Political Observer scoffs!
Here are the opening paragraphs of Mr. Caldwell’s funeral oration for the Enlightened Merkel Rule:
The drubbing inflicted on Germany’s Christian Democratic Union in the country’s recent elections is a sign that, alongside Chancellor Angela Merkel’s 16-year stint in power, something larger is coming to an end.
Aside from NATO, the Christian Democratic Union is the most venerable postwar political institution in continental Europe. It has led Germany, usually in coalition, for all but 20 years of the country’s post-Nazi political history. Focused on economic growth, Christian traditions, anti-Communism and maintenance of the Atlantic alliance, the party was a guarantee to Germany’s allies that Europe’s largest, richest country would be stable and dependable. With the measly 24 percent of the vote that Ms. Merkel’s successor, Armin Laschet, managed to win, the C.D.U. can no longer play that role. A pillar of the European order has collapsed.
The C.D.U.’s decline has been underway since at least the turn of the century. While Ms. Merkel managed to disguise it, she showed little aptitude for reversing it. In the five elections since 2005, when she took power, her party’s vote share fell in all but one.
Perhaps not every country needs a “people’s party” of the center-right. Big gainers in this election included Greens worried about climate change and Free Democrats worried about supply chains — two preoccupations that didn’t exist at the time of the C.D.U.’s founding. But there has always been more at stake for the party than an up-to-date servicing to voter preferences. In light of Germany’s Nazi past, it fell to the C.D.U. to play a moderating role — to speak to the patriotic longings of ordinary Germans in a way that would dissuade them from drifting to the political fringes.
This role was almost constitutional. Half a century ago, Franz Josef Strauss, leader of the C.D.U.’s Bavarian sister party, the Christian Social Union, justified his own rock-ribbed conservatism by saying it came with a guarantee that “no legitimate political party” could exist to his party’s right. Many felt they could trust Mr. Strauss to police the country’s rightmost ideological boundary.
Only if someone had been asleep, could this essay by Jillian Tett, from the Financial Times of January 16, 2015 have been ignored:
Headline: A debt to history?
Sub-headline: To some, Germany faces a moral duty to help Greece, given the aid that it has previously enjoyed
As the crucial election looms in Greece later this month, newspapers have been full of pictures of demonstrations (or riots) in Athens. But there is another image hovering in my mind: an elegant dining hall on the shores of Lake Lucerne in Switzerland.
Last summer I found myself in that spot for a conference, having dinner with a collection of central bank governors. It was a gracious, majestic affair, peppered with high-minded conversation. And as coffee was served, in bone-china crockery (of course), Benjamin Friedman, the esteemed economic historian, stood up to give an after-dinner address.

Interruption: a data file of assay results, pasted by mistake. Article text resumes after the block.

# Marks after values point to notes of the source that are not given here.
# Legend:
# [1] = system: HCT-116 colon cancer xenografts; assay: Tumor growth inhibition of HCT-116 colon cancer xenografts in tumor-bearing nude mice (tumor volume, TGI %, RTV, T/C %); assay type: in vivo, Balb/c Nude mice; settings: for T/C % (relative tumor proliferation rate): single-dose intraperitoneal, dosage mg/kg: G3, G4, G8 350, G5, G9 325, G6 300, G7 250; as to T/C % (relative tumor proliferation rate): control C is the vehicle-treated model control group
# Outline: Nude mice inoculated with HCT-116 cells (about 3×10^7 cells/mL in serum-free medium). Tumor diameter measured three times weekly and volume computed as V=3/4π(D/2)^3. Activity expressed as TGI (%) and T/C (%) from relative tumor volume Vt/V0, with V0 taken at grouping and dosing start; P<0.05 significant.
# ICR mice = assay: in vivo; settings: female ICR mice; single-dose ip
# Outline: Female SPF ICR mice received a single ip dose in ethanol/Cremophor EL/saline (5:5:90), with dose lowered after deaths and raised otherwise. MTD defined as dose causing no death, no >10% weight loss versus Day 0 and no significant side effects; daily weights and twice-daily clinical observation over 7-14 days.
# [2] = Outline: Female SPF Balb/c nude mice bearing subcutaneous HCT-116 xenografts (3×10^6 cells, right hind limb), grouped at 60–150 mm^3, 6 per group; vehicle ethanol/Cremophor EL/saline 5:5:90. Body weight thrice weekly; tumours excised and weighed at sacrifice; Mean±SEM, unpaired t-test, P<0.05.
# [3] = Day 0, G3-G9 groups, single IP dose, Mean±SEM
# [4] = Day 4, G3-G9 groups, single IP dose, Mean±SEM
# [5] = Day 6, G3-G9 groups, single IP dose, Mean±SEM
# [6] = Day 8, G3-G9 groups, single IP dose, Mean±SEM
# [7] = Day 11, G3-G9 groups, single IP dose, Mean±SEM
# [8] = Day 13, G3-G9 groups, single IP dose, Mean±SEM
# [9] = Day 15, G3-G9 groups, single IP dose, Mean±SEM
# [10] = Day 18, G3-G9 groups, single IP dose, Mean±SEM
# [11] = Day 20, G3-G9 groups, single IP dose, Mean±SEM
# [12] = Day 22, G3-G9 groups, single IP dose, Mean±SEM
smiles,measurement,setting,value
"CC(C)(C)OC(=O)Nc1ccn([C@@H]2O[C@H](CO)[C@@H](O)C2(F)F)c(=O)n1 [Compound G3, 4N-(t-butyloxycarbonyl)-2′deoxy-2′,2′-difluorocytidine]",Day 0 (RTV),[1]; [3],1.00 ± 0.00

The mandarins settled comfortably into their chairs, expecting a soothing intellectual discourse on esoteric monetary policy. But Friedman lobbed a grenade.
“We meet at an unsettled time in the economic and political trajectory of many parts of the world, Europe certainly included,” he began in a strikingly flat monotone (I quote from the version of his speech that is now posted online, since I wasn’t allowed to take notes then.) Carefully, he explained that he intended to read his speech from a script, verbatim, to ensure that he got every single word correct. Uneasily, the audience sat up.
For a couple of minutes Friedman then offered a brief review of western financial history, highlighting the unprecedented nature of Europe’s single currency experiment, and offering a description of sovereign and local government defaults in the 20th century. Then, with an edge to his voice, Friedman pointed out that one of the great beneficiaries of debt forgiveness throughout the last century was Germany: on multiple occasions (1924, 1929, 1932 and 1953), the western allies had restructured German debt.
So why couldn’t Germany do the same for others? “There is ample precedent within Europe for both debt relief and debt restructuring . . . There is no economic ground for Germany to be the only European country in modern times to be granted official debt relief on a massive scale and certainly no moral ground either.
“The supposed ability of today’s most heavily indebted European countries to reduce their obligations over time, even in relation to the scale of their economies, is likely yet another fiction,” he continued, warning of political unrest if this situation continued.
A valuable link to Prof. Benjamin Friedman essay:
Some sample paragraphs, from the closing of Mr. Caldwell’s essay, proves that it isn’t just Germans who resort to the exercise of a History Made to Measure!
Certainly some traditional German conservatives deplore Ms. Merkel’s legacy. But there was one sense in which she was mostly in continuity with her predecessors — her resistance to utopianism. Germany’s society, economy and (since Covid-19) health care system have lately performed more efficiently than those of its neighbors. The great achievement of Ms. Merkel was to understand that in the global economy, efficiency is often a synonym for vulnerability. Like a lot of its best machinery, Germany is both high-functioning and delicate.
Overindulging a country’s virtues can be as dangerous as overindulging its vices. More than her predecessors Ms. Merkel ran the risk of exposing Germany to instability — in her case, to an American-style class conflict between the beneficiaries and the outcasts of the global economy. She avoided the worst. But she had some close calls, and the shrinking of Germany’s great, stabilizing bourgeois party is bound to reduce her successors’ room for error.